Canadians, individually or within their schools, teams and community associations, to tackle as many on the 150 list as they can by the end of the year. ParticipACTION, I accept your challenge. My plan is to recruit some neighbours and create a fitness team. Together, we will conquer the list! One activity that’s sure to be part of the 150 is curling. I have long wanted to try this for ward off major cheese weight write-in with their favourite two reasons: If I ever move to gain, I haven’t seen the inside Canadian fitness activities. a small town, my curling experof the gym in months. I am in This month the organization tise will certainly determine my full-on hibernation mode. will launch the ParticipACsocial life. It seems to me that With the end of the holiday TION 150 Play List, “a every town in Canada, no matseason, however, the cheese challenge to all Canadians ter how small, is within a half stock is slowly dwindling. But- to try out 150 unique physihour drive of a curling rink. toning up my snow pants with cal activities that define us as It also appeals to me to use great difficulty this morning, I Canadian.” Some preliminary a broom for something other decided it’s time to get serious suggestions included snow than spills on the kitchen floor. about my daily fitness routine, shoveling (because everybody This could be a legitimate ad yet again. I, of course, turned does it), canoeing (a traditional for curling clubs: “Fall in love to the Internet for inspiration. means of transportation) and with your broom again.” ParticipACTION is launch- basketball, (because, hey, it Last year, I thought I’d built ing a sesquicentennial project was invented in Canada). But up a solid daily gym routine. nationwide to get all Canathere will be others. But even after nine months on dians moving. Last year, the The group is challenging the elliptical, my habit died as organization asked citizens to

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quickly as it was established. Frankly, I was getting bored of watching American reality TV shows from my perch, racing the guy next to me just to keep things interesting, (even

the list, but with 150 options to choose from, it should be easy to pick something different to try daily. It doesn’t take much to meet the minimum daily fitness requirements, and

‘I haven’t seen the inside of the gym in months. I am in full-on hibernation mode.’ though he was completely unaware of this intense, yet unspoken, competition). It also occurred to me how strange it is that we live in a society where we have to dedicate certain hours of the day to movement, even though we don’t actually get anywhere as a result. My daily trips to the gym, once a source of inspiration and greatness, began to trigger existentialist thoughts, the movie WALL-E a constant theme. So ParticipACTION is shaking things up. I don’t know yet what else will be on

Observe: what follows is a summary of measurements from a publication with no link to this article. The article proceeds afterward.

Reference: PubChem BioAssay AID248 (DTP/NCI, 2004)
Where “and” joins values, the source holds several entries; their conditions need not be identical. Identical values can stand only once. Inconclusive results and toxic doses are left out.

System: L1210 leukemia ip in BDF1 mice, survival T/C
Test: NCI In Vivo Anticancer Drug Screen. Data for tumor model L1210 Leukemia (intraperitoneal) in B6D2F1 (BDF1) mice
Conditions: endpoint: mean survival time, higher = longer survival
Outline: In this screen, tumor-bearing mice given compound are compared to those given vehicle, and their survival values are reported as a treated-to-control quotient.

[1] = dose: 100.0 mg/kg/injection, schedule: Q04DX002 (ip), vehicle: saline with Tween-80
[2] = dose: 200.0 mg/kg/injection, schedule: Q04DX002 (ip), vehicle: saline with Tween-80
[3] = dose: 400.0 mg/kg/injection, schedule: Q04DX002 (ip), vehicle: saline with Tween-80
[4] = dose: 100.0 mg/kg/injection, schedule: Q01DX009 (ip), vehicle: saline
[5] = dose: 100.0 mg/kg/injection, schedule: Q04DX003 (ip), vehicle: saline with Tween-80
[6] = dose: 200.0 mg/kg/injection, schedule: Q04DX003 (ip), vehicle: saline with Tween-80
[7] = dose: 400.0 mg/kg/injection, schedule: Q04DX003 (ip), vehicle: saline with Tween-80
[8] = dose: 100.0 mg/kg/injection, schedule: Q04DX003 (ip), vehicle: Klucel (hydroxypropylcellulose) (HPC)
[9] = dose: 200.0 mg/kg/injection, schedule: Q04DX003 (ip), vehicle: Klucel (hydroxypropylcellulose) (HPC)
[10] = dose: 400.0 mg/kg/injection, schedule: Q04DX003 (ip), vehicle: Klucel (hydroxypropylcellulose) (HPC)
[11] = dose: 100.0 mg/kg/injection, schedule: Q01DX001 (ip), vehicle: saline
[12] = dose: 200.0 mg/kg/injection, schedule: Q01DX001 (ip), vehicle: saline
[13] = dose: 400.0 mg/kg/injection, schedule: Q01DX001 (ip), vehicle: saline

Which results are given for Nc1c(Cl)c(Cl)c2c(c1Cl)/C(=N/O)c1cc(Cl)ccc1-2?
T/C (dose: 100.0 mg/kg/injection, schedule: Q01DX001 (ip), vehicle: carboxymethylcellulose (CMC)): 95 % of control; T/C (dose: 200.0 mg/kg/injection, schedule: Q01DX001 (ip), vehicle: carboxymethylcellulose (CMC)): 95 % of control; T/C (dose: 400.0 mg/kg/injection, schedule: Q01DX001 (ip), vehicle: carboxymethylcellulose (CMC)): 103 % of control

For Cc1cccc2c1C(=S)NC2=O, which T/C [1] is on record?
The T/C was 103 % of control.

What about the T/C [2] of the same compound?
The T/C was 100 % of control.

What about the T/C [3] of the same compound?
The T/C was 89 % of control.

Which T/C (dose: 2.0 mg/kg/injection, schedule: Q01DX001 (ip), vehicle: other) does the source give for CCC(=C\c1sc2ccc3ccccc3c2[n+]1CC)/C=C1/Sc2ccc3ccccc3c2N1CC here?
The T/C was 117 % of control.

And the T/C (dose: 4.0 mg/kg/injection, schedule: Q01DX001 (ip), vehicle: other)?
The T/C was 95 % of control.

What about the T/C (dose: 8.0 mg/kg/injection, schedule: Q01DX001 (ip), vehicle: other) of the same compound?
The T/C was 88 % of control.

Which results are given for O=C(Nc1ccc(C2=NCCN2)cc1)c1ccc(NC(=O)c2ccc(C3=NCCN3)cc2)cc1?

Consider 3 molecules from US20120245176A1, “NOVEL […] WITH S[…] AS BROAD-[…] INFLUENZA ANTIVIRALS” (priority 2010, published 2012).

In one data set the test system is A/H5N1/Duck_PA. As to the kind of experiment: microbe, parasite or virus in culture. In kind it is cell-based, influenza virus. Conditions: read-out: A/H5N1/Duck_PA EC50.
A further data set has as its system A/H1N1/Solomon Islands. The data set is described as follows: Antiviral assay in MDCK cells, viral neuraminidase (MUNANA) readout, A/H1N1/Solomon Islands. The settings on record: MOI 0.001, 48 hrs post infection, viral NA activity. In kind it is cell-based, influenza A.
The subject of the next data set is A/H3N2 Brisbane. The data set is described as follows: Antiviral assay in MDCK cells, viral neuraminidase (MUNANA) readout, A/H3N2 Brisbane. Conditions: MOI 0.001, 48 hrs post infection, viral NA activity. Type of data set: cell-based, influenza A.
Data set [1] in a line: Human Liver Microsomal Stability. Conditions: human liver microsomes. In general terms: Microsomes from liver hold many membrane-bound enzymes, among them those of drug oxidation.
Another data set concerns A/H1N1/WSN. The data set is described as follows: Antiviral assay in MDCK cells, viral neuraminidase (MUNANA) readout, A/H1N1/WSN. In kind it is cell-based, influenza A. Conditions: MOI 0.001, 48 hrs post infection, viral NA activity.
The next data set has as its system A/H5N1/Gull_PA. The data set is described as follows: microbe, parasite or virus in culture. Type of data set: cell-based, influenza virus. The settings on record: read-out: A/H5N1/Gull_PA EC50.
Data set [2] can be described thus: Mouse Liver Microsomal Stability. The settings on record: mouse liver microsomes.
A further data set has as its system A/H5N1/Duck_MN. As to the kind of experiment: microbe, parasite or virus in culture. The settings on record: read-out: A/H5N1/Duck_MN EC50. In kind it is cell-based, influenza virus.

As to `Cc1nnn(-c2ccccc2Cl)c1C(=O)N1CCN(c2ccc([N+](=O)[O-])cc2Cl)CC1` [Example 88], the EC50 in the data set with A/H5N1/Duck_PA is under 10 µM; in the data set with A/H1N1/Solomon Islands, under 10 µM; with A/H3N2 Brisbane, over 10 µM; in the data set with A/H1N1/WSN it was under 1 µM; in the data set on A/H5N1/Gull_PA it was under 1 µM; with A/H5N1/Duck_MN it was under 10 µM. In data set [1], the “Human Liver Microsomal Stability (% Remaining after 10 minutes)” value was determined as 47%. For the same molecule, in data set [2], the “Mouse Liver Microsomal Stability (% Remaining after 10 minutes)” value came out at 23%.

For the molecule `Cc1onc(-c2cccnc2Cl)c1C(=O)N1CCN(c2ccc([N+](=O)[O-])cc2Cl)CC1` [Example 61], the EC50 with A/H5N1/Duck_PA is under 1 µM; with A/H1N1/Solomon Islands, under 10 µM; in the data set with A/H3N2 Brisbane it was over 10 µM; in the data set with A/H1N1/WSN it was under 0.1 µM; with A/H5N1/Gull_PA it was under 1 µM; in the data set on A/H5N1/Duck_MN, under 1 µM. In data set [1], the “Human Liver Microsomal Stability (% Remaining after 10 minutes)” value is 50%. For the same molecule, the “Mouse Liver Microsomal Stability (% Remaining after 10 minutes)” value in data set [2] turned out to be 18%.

yet it’s so easy to fall into a fireside, cheese-eating habit when the weather turns. Apparently, Canada is among the top countries in the world for investing in fitness infrastructure – arenas, gyms and the like – and yet fewer than 10 per cent of kids here are getting the 60 minutes per day of physical activity. At last check, nearly nine in ten Canadian adults weren’t getting the 2.5 hours of weekly fitness recommended. So, cheese be gone! I’m heading out to buy some snowshoes!

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Celebrate Winter event attracts hundreds to Richcraft Sensplex Winter Happens Here Submitted

Some of the many skaters who came out to Celebrate Winter before taking to the ice. SUBMITTED

Hundreds of residents, including dozens of Syrian children, gathered at the Richcraft Sensplex on Jan. 2 to help kick off Canada’s 150th anniversary. Kids and adults alike had the chance to take part in activities such as hockey, ringette

and curling demonstrations during the Celebrate Winter event. There were also special appearances by the Redblacks cheerleaders, the Grey Cup and characters from the movie Frozen. “The first annual Celebrate Winter event was a huge success,” said Beacon Hill-Cyrville

Coun. Tim Tierney, who, along with Hockey Eastern Ontario, organized the event. “It was great to see residents of all ages having so much fun.” The day also included a pancake breakfast, dog sled rides and giant Nordic skis. It was capped off by a fireworks display.

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Charges have been laid after police searched an Orléans home and seized electronics.

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A 33-year-old Orléans man has been charged with distributing and possessing child pornography. Police searched his Orléans Village-Chateauneuf neighbourhood home on Jan. 5 following about six months of investigation into the man’s activities. The National Child Exploi-

tation Coordination Centre sent the Ottawa police a tip they received through their CyberTipLine, which uses Skype and Facebook to get reports. The tip said an IP address in the Ottawa area was being used to chat about sexually abusing children and uploading images of child sexual abuse. The man had previously been arrested and charged by the Ottawa police’s Internet